I was accused, on Twitter after the NHL Draft Lottery, of starting rumours. I explained that there were no rumours and the person in question sarcastically asked me if I worked for the Habs. First, let’s make one thing clear: I don’t like rumours. I don’t start rumours. While I did some volunteer work for the Canadiens many years ago for their fan forum, I do not work for them nor do I have any connections with the team. I am a fan, one who has been following them for almost five decades.
Also, people need to understand and differentiate between a rumour and a speculation, a discussion based on ideas, sequence of events, logic and/or wishful thinking. Rumours are started by journalists or rumouroids, people who have something to gain (readership and popularity). I chose not to go that way. But as a fan, I look at the past and make my own conclusions about what, in my mind, makes sense.
With that out of the way, let’s look at the facts. The Oilers and the Canadiens have been heavy discussion for quite some time. They have had scouts at each others’ games for most of the season, all the way to the trade deadline. When they pulled the deal sending Zack Kassian to Edmonton for Ben Scrivens, experts all agreed that the deal was supposed to be much bigger. They had information that we don’t have. Those experts also said that the two teams were discussing hard prior to the trade deadline, and that’s when the rumours about P.K. Subban surfaced remember.
When interviewed on CBC yesterday, Brian Burke said that 10 minutes after the lottery, GMs would start discussing trades. Why? Other GMs chimed in saying that nobody wanted to complete a trade if it could become a top-three pick! No rumours folks, that’s actually the truth straight from the horses’ mouths.
Peter Chiarelli and Marc Bergevin were together in Toronto for this over-stretched event (let’s call it what it is). You can bet that if they haven’t talked deal there, they likely have agreed to talk soon, now that both teams know where they will be picking. With the Oilers dropping two spots to fourth overall, you can bet that this pick has now become in play as they would like to land a defenseman who could have an immediate impact on their club.
Habs wanting to move up, Oilers to move down
It is a fact and not rumours that the Canadiens’ brass has been scouting hard after their elimination. It has been heavily reported that they have been following the Cape Breton Screaming Eagles and most particularly Pierre-Luc Dubois, an outstanding prospect who has raised his stocks to the point of being expected to be selected between fourth to sixth overall at the draft.
Pundits have always stated that the Habs should pick the best talent regardless of his origin, particularly if he’s from Quebec. All agree that at equal talent, then they could go for a local product. There is, however, no denying that because of the market they are in, the Canadiens must look at the talent in their own backyard. Well according to experts in the matter, you have a local product projected to be good enough for being a top pick for any NHL team. That’s where Bergevin enters.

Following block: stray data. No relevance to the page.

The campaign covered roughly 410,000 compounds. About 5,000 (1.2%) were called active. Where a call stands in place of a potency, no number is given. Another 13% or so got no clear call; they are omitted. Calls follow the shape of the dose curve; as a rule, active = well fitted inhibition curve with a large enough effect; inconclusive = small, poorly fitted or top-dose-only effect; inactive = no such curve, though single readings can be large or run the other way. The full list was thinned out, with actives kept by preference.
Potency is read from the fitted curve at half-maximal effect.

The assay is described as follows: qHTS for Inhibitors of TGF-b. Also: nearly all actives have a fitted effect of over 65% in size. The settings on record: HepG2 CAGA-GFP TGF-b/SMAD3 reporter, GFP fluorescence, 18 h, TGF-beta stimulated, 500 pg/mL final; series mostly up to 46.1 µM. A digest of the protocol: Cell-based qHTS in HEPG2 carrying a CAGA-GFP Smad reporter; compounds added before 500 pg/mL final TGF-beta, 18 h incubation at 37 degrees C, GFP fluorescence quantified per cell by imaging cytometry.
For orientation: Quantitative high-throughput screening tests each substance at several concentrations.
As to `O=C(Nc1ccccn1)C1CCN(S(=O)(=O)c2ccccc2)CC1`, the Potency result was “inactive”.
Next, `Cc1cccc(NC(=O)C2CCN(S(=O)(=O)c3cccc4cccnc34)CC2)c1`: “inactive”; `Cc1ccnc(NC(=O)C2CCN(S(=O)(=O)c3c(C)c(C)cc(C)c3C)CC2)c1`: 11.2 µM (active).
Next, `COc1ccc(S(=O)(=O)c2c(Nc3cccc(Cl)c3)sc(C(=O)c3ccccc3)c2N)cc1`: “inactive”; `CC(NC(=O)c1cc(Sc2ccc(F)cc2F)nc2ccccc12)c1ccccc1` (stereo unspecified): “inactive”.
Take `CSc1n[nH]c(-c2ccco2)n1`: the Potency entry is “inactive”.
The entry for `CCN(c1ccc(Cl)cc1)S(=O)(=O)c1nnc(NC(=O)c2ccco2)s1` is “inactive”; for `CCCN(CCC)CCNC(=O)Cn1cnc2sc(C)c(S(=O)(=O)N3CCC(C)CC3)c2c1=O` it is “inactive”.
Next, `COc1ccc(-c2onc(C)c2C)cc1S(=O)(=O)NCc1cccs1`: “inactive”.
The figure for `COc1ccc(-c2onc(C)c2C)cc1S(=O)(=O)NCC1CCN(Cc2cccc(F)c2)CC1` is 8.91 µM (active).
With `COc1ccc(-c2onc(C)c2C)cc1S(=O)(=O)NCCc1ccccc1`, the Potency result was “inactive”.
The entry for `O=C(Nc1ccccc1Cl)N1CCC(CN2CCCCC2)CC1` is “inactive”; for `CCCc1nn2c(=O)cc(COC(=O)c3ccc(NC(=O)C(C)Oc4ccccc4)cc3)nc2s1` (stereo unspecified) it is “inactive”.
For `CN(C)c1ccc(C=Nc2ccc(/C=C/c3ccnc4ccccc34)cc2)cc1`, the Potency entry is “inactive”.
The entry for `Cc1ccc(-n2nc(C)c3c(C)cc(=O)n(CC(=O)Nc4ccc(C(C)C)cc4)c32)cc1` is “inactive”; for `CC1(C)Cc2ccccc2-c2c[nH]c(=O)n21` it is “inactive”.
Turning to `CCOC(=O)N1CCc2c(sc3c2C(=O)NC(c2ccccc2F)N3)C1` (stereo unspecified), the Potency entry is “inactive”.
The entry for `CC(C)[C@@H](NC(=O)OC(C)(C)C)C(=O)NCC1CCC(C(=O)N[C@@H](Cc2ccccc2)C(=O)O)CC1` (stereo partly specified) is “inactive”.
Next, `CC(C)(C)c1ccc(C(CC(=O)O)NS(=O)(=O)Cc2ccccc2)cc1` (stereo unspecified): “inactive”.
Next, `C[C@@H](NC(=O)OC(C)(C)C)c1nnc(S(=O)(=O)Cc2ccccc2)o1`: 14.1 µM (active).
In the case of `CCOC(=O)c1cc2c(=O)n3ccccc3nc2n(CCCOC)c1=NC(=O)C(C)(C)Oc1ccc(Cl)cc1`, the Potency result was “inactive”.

After the lottery, experts discussed the possibility of the Oilers entertaining to move down in the draft in order to facilitate a trade for a defenseman. This doesn’t mean that it would be with the Canadiens, but they seem to be in a pretty good position and have the right motivation to want the Oilers’ spot in this upcoming draft.
Names being thrown around
The site Dans les Coulisses (DLC), known as rumouroids, and others have thrown the possibility of having the two teams exchanging spots at the draft, and that it would cost the Canadiens young defenseman Nathan Beaulieu. The Habs would then pick Dubois at number four. While I would rather keep Beaulieu who I feel could take some of Andrei Markov‘s ice time when he retires, this makes some sense, particularly due to the emergence of Mark Barberio last year. Personally though, I think that this could be plan B for Bergevin and the Habs.
Speculating here, but I feel like Marc Bergevin is ready to take some risks and none would be bigger than trading Subban. While he is not actively shopping his all-star defenseman, there is no doubt that the Canadiens’ GM is taking calls and gauging the market for him before July first, when his no-movement clause kicks in.
I suggested the following: Oilers get Subban, Lars Eller and the ninth pick and in return, the Canadiens get Taylor Hall, Darnell Nurse (or Oscar Klefbom), Nail Yakupov and the fourth pick (Dubois). Something like this would be plan A in my opinion.
Yes, the loss of Subban would hurt on defense, particularly offensively. But they would more than gain it back (offensively) up front. Defensively, a guy like Nurse would help cover the defensive minutes of Subban, who you cannot fully replaced, I agree.
Bergevin would still have money for one or two UFAs with offensive upside, particularly from the list we have discussed recently. Ultimately, Bergevin will and should only consider trading Subban if it makes his team better at the end and while the jury is out depending on how you see Subban, this is one that should or would be considered to be a good one for both teams.
The weeks leading to the NHL draft promise to be exciting for Habs’ fans as something tells me that Bergevin will be doing something unpopular at first, but that will bring this team back to the best in the NHL, perhaps as soon as next year.